The Post-Dispatch on Jan. 20 filed a records request under Missouri’s Sunshine Law for data showing how much vaccine is going where across the state. The state has yet to respond to the request.
A confusing chain of events with the St. Louis County Department of Public Health also seems to be chipping away at the amount allocated to the hospital systems in Region C.
The St. Louis County health department was identified along with the region’s hospital systems to get 53% of vaccine allocation because of its ability to vaccinate more than 5,000 people a week. It was the only health department across the state lumped in with the hospital systems to lead the vaccination effort.
Garza said task force hospitals were unsure if that meant they would have to split their allocation with the county health department. But county officials say they were assured by the state that the health department would continue to receive at least 3,900 doses a week, in addition to what the hospital systems were receiving.
Based on the expectation, the county set up five vaccine sites, including the John C. Murphy Health Center in Berkeley, the St. Louis Community College Florissant Valley campus in Ferguson, and the fire districts in Affton, Eureka and Mehlville.
Those plans, however, have suddenly changed course. St. Louis County is now entering its third week without any new shipments of doses and has relied on hospital systems to share some of their doses in order to meet appointments.
Christopher Ave, a health department spokesman, said the state now expects the county to get doses from the hospital systems, but they’re not getting enough to do that.
“The St. Louis County Department of Public Health, whose mission it is to serve the most vulnerable among our million residents has no idea when or where or how it’s getting its next shipment of vaccine,” Ave said on Tuesday. “That’s the bottom line.”
The county has about 1,000 first doses left, Ave said, and it is using those doses to vaccinate elderly and disabled residents in group homes that are not among the skilled-nursing and assisted-living facilities getting vaccinated through a federal partnership with private pharmacies.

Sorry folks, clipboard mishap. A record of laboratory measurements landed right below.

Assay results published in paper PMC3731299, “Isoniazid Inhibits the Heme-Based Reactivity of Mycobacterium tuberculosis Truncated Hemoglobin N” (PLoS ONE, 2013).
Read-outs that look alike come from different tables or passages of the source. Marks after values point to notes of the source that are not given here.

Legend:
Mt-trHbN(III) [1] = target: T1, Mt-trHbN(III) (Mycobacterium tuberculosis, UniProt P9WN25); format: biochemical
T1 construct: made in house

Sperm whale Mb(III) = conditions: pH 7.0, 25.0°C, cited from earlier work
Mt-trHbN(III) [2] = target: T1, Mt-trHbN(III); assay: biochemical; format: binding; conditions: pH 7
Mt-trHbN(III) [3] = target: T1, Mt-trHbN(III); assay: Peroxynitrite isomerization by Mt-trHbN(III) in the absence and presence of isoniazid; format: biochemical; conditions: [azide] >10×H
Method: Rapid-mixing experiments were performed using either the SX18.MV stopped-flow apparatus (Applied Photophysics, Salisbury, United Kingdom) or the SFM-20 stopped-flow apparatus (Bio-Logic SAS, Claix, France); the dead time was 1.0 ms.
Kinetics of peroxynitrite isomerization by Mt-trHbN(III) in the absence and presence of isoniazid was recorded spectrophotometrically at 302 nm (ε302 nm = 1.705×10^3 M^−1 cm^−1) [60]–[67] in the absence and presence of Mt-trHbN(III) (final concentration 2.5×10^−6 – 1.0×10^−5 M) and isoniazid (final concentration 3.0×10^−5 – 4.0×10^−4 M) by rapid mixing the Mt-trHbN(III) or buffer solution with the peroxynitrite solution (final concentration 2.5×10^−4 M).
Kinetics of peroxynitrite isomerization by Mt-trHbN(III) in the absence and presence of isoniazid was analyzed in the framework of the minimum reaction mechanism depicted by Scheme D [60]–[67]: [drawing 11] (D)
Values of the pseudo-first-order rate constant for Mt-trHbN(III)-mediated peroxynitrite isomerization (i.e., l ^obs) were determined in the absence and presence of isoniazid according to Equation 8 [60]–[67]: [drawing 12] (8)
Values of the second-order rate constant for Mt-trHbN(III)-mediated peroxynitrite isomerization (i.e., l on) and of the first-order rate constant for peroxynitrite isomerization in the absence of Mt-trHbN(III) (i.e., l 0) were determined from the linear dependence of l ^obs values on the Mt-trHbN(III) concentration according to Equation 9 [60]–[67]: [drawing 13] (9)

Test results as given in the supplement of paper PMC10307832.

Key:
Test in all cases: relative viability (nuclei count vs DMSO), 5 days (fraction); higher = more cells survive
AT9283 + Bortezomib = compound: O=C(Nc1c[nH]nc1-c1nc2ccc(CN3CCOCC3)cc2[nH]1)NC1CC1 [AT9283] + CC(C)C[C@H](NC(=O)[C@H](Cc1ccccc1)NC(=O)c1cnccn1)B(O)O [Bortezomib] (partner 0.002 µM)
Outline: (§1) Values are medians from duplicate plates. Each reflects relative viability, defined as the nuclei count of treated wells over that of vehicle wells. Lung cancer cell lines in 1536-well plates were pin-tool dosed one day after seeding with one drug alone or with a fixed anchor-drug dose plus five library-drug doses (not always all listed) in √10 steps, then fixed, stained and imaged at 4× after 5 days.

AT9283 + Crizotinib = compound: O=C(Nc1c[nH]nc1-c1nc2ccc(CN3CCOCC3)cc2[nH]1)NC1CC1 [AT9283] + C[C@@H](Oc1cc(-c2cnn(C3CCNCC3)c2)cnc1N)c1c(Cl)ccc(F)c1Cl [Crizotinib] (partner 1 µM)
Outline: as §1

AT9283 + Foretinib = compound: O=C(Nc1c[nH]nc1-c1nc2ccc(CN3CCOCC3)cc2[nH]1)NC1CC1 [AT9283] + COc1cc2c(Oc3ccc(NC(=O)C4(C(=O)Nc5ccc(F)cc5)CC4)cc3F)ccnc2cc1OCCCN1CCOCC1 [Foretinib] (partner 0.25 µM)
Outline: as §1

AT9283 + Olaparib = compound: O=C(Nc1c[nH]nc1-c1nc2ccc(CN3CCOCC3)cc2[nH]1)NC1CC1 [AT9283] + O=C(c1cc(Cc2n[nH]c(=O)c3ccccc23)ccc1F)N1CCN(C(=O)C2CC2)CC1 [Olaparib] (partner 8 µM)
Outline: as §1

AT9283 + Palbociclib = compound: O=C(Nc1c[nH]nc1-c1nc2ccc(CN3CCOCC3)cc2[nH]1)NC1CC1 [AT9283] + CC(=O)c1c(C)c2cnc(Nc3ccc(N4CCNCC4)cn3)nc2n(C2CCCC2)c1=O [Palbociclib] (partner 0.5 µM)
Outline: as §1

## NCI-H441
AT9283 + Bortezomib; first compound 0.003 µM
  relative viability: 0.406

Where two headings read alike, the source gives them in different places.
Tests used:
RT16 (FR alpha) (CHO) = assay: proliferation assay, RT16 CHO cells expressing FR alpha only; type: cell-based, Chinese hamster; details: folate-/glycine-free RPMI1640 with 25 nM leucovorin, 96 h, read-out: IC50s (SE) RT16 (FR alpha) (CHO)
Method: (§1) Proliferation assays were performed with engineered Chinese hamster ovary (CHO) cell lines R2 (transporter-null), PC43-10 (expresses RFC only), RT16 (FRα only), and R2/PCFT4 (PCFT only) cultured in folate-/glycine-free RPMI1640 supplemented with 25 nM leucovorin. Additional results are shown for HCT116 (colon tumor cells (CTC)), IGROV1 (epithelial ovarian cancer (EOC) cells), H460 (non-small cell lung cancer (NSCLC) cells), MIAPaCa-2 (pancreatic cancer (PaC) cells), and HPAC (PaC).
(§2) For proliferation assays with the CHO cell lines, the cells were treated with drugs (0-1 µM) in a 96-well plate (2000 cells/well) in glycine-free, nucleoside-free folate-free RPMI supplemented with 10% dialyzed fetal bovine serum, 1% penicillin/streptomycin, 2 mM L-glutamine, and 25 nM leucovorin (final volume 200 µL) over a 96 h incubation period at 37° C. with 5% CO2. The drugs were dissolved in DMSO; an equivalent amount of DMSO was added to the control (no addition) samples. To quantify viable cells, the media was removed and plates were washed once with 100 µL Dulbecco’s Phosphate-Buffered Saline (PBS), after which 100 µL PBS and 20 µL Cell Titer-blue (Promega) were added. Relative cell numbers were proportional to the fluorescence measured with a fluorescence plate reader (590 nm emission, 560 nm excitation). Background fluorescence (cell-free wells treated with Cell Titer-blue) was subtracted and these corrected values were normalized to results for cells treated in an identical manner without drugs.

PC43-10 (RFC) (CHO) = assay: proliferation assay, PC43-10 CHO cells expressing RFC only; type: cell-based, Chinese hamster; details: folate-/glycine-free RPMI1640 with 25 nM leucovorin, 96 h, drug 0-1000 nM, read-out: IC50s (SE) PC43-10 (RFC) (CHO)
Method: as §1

The county also has dozens of employees and volunteers taking vaccine registrations over the phone for those that don’t have computer or Internet access to register with hospital systems. Over 280,000 people have registered for vaccine with county.
Garza said that while health systems can easily identify and reach their most at-risk patients, the public health departments and community clinics know how best to reach resident who face barriers such as lack of transportation, insurance or access to information about vaccine safety and registration.
State officials did not respond to requests for comment on Tuesday.
On Monday, Parson’s office issued a release insisting that the vaccine distribution has been equitable across the state.
“Some want to push the narrative that we are not adequately supporting vaccine efforts for our urban populations, specifically in the St. Louis and Kansas City regions, but that is simply not true,” Parson stated in the release. “Our targeted vaccination teams are working tirelessly to support critical populations, and high throughput metro hospitals are receiving shipments of Missouri’s allotted vaccine doses that reflect the large regional populations they serve.”
Photos: First responders vaccinated at SLU Hospital
Two hundred first responders were scheduled to be vaccinated on Monday, Feb. 1, 2021, and approximately 1,000 this week at SSM Health St. Louis University Hospital in St. Louis.